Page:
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Newbie needs help and advice, has trust issues, and De Quervain's

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Newbie needs help and advice, has trust issues, and De Quervain's

Old 01-11-14, 02:31 PM
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Newbie needs help and advice, has trust issues, and De Quervain's

Newbie here, and I've got a lot of problems and nowhere else to turn. I am recovering from De Quervain's syndrome where my last bike left me very much damaged. http://en.wikipedia.org/wiki/De_Quervain_syndrome Basically, its apparently a common issue and recoverable with time and therapy. I've spent the later half of last year getting my wrist strength back and I no longer have constant pain in my wrists. This is my first important point because it impacts everything else. I need to prevent this problem from occurring again.

I'm looking for a bike that can haul. Groceries or gear, it matters not. It needs to be sturdy and stable. We have seasons with gusting 40-50 mile winds and I'd like something that has enough mass that I can at least turn into the wind and power through it. I'm not looking for speed, I'm looking for comfortable ride under load. This initially sent me off along the lines of the Disk Trucker, and to the Troll/Ogre as well. I am hoping the bike geometries will allow me to keep the pressure off my wrists with the posture and/or handlebar setups (mustache bars?).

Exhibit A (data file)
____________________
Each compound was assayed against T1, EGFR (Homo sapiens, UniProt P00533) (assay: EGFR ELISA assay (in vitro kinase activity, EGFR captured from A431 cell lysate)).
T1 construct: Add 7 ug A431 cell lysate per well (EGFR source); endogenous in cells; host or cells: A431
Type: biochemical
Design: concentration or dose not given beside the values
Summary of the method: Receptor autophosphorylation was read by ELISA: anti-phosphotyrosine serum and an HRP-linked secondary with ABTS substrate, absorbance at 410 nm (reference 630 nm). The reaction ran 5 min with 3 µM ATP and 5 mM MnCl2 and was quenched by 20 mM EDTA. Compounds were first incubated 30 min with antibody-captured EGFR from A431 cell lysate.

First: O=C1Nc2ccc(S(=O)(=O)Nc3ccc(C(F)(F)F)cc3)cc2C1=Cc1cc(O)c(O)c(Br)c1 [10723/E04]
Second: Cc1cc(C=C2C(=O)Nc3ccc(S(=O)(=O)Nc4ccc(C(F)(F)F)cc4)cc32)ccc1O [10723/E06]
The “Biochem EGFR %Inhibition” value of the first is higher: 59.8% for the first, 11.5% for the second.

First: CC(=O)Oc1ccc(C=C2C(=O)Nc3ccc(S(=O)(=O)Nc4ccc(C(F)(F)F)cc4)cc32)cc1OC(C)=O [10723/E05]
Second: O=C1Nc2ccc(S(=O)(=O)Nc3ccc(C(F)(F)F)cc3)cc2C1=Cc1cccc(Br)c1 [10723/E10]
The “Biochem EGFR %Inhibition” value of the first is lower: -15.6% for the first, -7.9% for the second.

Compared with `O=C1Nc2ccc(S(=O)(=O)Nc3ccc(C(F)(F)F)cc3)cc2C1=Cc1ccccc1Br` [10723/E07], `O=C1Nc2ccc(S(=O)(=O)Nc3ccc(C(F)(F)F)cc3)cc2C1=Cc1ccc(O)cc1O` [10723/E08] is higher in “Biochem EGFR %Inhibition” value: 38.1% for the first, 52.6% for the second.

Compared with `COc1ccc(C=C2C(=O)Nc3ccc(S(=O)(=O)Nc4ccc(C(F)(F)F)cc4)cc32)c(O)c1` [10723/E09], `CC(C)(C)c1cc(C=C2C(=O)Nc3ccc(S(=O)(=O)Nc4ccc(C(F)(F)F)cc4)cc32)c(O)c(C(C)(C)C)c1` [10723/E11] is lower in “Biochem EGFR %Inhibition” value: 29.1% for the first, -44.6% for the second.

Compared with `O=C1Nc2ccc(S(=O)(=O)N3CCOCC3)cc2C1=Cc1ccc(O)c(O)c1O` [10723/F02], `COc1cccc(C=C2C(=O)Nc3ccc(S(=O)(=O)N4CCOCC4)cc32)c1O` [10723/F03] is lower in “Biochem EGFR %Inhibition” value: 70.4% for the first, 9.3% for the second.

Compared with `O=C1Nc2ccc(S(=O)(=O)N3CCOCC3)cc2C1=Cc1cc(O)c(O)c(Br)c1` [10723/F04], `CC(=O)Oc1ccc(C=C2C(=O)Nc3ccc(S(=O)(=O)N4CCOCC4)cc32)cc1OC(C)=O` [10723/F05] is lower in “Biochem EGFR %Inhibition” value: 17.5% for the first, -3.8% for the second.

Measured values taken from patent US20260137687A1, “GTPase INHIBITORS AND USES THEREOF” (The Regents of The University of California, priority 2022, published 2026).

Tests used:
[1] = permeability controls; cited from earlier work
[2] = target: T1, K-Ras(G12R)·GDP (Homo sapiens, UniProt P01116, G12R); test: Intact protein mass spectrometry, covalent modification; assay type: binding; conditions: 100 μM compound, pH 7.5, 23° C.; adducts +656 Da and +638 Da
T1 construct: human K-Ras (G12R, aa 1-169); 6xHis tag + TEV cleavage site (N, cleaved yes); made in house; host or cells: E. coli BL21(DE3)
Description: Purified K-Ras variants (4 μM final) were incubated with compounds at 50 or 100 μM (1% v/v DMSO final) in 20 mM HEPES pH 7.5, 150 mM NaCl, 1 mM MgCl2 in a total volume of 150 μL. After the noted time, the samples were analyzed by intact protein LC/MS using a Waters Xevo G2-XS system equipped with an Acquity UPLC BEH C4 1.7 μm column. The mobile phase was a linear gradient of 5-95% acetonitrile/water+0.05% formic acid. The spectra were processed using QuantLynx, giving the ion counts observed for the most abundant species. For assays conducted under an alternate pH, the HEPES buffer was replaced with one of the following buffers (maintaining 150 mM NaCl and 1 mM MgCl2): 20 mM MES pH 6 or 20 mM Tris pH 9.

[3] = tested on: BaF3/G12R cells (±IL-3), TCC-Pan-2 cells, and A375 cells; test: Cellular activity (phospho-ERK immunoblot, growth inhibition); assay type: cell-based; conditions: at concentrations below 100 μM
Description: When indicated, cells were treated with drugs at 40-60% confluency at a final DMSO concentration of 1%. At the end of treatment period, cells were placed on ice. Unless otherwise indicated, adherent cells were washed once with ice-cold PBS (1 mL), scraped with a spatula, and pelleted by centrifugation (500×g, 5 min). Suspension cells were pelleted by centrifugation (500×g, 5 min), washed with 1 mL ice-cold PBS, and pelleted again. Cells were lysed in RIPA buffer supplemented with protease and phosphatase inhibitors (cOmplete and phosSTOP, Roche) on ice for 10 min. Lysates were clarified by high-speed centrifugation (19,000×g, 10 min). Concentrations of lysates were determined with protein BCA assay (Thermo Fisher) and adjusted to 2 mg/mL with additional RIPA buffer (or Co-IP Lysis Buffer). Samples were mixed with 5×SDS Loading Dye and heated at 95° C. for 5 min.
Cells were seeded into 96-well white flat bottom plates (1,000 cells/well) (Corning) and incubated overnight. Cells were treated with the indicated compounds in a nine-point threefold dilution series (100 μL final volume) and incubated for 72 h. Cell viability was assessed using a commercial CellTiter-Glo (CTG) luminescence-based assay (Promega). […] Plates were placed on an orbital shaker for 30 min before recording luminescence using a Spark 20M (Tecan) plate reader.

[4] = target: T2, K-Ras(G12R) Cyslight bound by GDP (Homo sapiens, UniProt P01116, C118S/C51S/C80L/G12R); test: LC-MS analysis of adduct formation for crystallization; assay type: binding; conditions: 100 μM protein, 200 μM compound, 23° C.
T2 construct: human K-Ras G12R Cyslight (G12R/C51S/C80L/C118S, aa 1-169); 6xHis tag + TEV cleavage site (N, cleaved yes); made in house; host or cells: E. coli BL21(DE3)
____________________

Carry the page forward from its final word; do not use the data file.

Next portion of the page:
Last edited by semc; 01-25-14 at 04:21 PM.
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Old 01-12-14, 07:02 AM
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1. Hand issues: I can't ride straight-bar bikes for more than a few miles without serious pain. I had to go with drop bars since they put my hands in a more supinated rather than pronated position and that has absolutely solved my problem. I don't necessarily recommend drop bars for everyone with hand problems since what works for me could very well exacerbate someone else's pain, I mention it to note than hand position can be a make-it-or-break-it deal. If you stick with straight-bars you can try ergon grips with bar-ends to offer your hands some relief. Many people with De Quervain or ulnar damage have found these to work.

2.Trust issues: sounds like you've had crummy luck with the people you've talked to. IMO a good shop with a good sales team should be listening to what you want and offering suggestions based on your needs. When you buy a bike from a shop you're not just buying the bike, you're also paying to keep the place in business and good shops know this and will bend over backwards to insure that you leave a satisfied customer. I don't think trying to convince someone to be on a payment plan, or trying to convince someone to get something they don't want are very good sales tactics and I'd be inclined to avoid such places.

You're right, "
Buying a bike should not feel like going to a used car lot." The Trek you have is actually a pretty versatile bike, you should be able to haul gear with it if you set it up to do so, but if it won't work for you then it won't work for you... In that case I'd keep shopping around for a good shop with good salespeople, and you'll know when you find it because they'll make you feel comfortable and at ease.
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Old 01-12-14, 08:00 AM